Many of the records concern the administration of the Company’s finances, but there are also accounts of conditions in the coastal forts in which the enslaved were held and of voyages to the Caribbean.
The British government was active in the suppression of the slave trade after its abolition in the Empire. The records of the Foreign Office’s Slave Trade Department at FO 84 are a key source, with many related documents among the Admiralty records. Many of the documents concern East Africa and the trade in the Indian Ocean.
Foreign Office records
Before the establishment of formal colonies, the British government placed consuls in various parts of Africa. Their main function was to look after the interests of British trade, to manage relations with local polities and to observe the activities of rival powers. These consuls were often keen observers of local conditions and events. Their reporting to the Foreign Office therefore provides an important source for the period before the establishment of formal colonies.
These records can be found in catalogue series FO 2. The earliest material dates from 1825 and runs to 1905. Much of the series dates from the late 19th century and the ‘scramble for Africa’, when the European powers vied with each other for the control of territory. The volumes (there are almost a thousand of them) are not catalogued in detail, but the catalogue entries usually mention the name of the consuls and the regions in which they were working.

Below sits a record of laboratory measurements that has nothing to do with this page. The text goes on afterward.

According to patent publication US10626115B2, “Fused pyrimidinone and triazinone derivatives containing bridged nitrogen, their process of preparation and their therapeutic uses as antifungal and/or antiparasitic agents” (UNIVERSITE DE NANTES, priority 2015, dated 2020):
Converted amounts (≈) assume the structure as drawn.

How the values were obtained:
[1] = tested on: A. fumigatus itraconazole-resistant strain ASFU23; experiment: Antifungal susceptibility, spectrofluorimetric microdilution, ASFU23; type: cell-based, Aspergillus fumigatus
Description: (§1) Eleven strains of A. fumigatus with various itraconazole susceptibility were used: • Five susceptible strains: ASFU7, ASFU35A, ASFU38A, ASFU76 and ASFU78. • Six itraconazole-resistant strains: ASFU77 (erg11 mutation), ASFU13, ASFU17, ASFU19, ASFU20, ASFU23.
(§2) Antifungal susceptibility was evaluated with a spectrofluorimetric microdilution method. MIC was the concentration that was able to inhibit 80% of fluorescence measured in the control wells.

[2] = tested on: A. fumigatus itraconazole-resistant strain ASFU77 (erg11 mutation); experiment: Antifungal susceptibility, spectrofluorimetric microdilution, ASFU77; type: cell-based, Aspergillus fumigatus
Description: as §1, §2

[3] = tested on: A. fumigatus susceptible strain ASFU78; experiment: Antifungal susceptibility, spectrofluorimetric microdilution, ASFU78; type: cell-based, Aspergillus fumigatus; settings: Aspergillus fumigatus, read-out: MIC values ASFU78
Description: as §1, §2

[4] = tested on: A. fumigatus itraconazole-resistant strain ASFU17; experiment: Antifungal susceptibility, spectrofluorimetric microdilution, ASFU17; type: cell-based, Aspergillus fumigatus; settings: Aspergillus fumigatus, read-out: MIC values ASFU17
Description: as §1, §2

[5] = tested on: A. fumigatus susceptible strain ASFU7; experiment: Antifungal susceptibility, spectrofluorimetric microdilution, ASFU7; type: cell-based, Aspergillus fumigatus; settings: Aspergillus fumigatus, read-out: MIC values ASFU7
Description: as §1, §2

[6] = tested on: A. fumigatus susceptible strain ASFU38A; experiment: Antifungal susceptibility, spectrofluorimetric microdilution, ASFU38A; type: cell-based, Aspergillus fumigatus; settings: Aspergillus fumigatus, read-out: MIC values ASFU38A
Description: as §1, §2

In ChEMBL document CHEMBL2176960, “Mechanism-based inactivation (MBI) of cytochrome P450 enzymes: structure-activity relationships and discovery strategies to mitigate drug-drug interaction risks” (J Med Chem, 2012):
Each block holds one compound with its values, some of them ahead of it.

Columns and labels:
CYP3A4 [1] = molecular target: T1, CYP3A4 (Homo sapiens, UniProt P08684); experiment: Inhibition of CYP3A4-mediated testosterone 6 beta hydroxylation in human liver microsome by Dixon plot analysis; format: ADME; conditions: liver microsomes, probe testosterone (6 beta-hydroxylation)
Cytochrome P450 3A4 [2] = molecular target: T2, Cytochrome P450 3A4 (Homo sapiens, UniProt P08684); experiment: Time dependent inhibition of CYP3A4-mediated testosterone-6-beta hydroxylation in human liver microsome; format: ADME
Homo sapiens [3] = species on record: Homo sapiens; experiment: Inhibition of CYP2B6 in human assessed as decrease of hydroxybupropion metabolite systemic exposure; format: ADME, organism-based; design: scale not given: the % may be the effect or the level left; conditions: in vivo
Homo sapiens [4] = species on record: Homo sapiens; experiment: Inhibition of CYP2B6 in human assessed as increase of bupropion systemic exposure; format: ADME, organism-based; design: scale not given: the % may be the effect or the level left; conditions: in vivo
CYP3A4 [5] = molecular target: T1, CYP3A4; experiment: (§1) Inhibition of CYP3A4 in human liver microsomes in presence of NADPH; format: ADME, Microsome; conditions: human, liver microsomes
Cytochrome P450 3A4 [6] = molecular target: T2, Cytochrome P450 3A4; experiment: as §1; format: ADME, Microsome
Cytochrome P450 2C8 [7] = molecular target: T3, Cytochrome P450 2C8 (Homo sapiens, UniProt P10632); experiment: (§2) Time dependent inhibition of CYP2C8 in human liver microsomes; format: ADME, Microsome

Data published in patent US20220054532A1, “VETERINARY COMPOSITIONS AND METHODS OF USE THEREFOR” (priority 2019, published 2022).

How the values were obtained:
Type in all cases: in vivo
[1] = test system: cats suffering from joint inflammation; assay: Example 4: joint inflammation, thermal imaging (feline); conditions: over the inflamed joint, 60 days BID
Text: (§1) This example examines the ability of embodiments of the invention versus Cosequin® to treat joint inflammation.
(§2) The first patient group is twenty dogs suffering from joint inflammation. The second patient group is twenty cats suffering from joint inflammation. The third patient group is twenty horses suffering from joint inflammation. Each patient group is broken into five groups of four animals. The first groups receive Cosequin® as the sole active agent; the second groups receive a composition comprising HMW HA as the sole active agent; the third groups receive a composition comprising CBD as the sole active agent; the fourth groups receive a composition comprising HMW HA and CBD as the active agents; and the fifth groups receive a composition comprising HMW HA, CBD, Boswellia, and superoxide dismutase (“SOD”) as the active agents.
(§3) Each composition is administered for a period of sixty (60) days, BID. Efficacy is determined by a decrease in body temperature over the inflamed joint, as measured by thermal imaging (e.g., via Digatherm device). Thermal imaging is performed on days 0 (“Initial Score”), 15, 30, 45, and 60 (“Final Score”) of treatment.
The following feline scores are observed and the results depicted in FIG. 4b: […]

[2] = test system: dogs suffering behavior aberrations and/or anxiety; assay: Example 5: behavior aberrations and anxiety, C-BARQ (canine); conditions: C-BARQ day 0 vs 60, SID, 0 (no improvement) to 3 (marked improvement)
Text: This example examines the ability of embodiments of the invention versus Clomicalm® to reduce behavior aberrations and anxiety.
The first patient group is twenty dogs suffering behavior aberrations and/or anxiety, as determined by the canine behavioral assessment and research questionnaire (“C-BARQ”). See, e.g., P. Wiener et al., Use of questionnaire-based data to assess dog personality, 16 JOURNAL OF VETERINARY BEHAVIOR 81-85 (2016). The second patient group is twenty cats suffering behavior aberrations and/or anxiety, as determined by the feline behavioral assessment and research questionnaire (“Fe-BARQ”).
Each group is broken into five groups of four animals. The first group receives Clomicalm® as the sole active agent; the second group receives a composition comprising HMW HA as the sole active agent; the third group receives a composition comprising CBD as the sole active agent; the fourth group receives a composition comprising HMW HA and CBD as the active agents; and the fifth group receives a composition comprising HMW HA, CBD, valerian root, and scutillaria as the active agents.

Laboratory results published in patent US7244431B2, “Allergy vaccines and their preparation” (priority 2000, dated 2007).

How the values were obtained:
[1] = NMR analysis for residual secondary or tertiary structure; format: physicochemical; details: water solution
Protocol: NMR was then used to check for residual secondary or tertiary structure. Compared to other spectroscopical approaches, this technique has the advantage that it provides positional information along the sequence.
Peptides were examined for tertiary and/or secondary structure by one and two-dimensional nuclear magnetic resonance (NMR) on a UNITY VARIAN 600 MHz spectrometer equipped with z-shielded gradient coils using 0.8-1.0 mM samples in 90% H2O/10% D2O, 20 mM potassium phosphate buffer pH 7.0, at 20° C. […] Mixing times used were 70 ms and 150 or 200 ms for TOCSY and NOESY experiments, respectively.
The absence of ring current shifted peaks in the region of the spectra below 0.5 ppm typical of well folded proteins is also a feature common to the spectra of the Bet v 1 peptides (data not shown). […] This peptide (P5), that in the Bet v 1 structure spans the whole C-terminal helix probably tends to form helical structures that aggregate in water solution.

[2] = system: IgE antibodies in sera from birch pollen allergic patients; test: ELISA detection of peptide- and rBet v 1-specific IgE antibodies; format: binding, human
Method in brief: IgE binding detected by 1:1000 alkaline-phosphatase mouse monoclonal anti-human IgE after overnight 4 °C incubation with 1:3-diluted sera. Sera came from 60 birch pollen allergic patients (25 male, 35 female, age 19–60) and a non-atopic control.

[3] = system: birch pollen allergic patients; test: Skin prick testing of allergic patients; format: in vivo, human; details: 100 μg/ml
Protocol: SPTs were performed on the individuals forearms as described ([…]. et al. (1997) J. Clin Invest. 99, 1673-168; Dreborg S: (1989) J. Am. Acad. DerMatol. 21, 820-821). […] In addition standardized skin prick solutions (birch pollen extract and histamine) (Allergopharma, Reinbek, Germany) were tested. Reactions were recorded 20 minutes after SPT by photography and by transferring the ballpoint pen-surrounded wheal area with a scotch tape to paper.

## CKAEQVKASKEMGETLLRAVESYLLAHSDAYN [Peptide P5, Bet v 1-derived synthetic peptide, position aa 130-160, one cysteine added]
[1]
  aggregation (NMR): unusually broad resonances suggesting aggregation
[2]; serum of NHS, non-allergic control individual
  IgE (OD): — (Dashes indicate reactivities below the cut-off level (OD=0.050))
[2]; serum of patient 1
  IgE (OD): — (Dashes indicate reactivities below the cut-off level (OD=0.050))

It was the practice of the Foreign Office to print some of the significant material as confidential print, now in series FO 403. The file titles are rather general, but the researcher can browse through the catalogue entries to get an idea of the types of topic covered in the correspondence.
Another notable series from the 19th century is the Foreign Office correspondence series on Abyssinia (Ethiopia) at FO 1. The series consists of material received by the British consul in Addis Ababa and there is strong material on the British expeditions to Abyssinia in 1867, 1884 and 1897. While the records reflect the views of British officials, they nevertheless contain much information on politics and life in Abyssinia, Egypt (and Sudan). Other parts of North Africa are most prolifically covered in the Ottoman Empire correspondence series at FO 78.
After 1906, the Foreign Office correspondence on Africa is included in the general series FO 371. The cataloguing detail is scanty, but there is an invaluable online index, which is available online. You can use our guide to Foreign Office and Foreign and Commonwealth records from 1782 to find out how to access and use the indexes.
Britain’s continuing relationship with African countries in the postcolonial period is documented in many Foreign and Commonwealth Office and Department of Overseas Development files. Keyword searching is an effective means of locating this more recent material.